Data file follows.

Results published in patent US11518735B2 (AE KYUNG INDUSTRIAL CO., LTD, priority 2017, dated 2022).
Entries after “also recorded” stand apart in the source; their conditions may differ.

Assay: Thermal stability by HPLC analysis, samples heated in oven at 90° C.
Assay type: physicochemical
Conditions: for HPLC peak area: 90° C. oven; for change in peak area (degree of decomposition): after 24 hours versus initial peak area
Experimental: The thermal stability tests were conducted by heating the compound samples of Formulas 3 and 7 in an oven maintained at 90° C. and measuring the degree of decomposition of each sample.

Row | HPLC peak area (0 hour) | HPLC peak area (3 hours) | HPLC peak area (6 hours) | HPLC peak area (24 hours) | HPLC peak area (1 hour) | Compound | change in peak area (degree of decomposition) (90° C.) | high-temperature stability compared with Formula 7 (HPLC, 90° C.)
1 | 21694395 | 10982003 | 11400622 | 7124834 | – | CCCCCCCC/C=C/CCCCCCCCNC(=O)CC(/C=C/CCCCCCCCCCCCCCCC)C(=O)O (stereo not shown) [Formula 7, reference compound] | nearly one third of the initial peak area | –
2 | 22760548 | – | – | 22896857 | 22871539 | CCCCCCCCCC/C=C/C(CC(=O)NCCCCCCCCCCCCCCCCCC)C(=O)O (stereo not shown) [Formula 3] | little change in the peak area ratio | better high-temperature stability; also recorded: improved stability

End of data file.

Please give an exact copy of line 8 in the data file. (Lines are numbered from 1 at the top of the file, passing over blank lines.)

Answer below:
1 | 21694395 | 10982003 | 11400622 | 7124834 | – | CCCCCCCC/C=C/CCCCCCCCNC(=O)CC(/C=C/CCCCCCCCCCCCCCCC)C(=O)O (stereo not shown) [Formula 7, reference compound] | nearly one third of the initial peak area | –